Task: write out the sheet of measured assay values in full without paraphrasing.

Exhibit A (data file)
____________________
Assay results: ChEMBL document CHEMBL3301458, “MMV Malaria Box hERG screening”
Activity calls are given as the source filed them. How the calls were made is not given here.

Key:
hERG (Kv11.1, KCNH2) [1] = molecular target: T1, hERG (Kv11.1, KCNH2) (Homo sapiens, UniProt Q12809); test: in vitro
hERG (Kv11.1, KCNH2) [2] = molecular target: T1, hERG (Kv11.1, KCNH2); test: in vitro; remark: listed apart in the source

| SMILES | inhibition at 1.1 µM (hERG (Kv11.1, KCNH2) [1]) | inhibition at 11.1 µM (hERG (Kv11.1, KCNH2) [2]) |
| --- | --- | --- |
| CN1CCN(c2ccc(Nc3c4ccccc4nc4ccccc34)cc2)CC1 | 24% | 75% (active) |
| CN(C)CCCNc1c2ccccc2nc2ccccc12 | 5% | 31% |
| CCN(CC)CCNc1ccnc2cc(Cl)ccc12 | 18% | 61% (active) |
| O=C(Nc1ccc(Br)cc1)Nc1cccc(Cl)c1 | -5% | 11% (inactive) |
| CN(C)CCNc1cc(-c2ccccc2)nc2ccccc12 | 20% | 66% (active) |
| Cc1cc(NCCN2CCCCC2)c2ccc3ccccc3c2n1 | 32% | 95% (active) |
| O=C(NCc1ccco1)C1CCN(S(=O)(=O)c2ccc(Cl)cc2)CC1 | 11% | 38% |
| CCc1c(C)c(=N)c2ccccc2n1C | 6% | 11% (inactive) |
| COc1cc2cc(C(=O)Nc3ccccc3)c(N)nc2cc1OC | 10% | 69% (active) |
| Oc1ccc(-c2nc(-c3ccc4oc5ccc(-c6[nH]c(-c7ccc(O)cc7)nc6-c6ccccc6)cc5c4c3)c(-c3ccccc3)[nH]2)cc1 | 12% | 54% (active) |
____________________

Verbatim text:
Assay results: ChEMBL document CHEMBL3301458, “MMV Malaria Box hERG screening”
Activity calls are given as the source filed them. How the calls were made is not given here.

Key:
hERG (Kv11.1, KCNH2) [1] = molecular target: T1, hERG (Kv11.1, KCNH2) (Homo sapiens, UniProt Q12809); test: in vitro
hERG (Kv11.1, KCNH2) [2] = molecular target: T1, hERG (Kv11.1, KCNH2); test: in vitro; remark: listed apart in the source

| SMILES | inhibition at 1.1 µM (hERG (Kv11.1, KCNH2) [1]) | inhibition at 11.1 µM (hERG (Kv11.1, KCNH2) [2]) |
| --- | --- | --- |
| CN1CCN(c2ccc(Nc3c4ccccc4nc4ccccc34)cc2)CC1 | 24% | 75% (active) |
| CN(C)CCCNc1c2ccccc2nc2ccccc12 | 5% | 31% |
| CCN(CC)CCNc1ccnc2cc(Cl)ccc12 | 18% | 61% (active) |
| O=C(Nc1ccc(Br)cc1)Nc1cccc(Cl)c1 | -5% | 11% (inactive) |
| CN(C)CCNc1cc(-c2ccccc2)nc2ccccc12 | 20% | 66% (active) |
| Cc1cc(NCCN2CCCCC2)c2ccc3ccccc3c2n1 | 32% | 95% (active) |
| O=C(NCc1ccco1)C1CCN(S(=O)(=O)c2ccc(Cl)cc2)CC1 | 11% | 38% |
| CCc1c(C)c(=N)c2ccccc2n1C | 6% | 11% (inactive) |
| COc1cc2cc(C(=O)Nc3ccccc3)c(N)nc2cc1OC | 10% | 69% (active) |
| Oc1ccc(-c2nc(-c3ccc4oc5ccc(-c6[nH]c(-c7ccc(O)cc7)nc6-c6ccccc6)cc5c4c3)c(-c3ccccc3)[nH]2)cc1 | 12% | 54% (active) |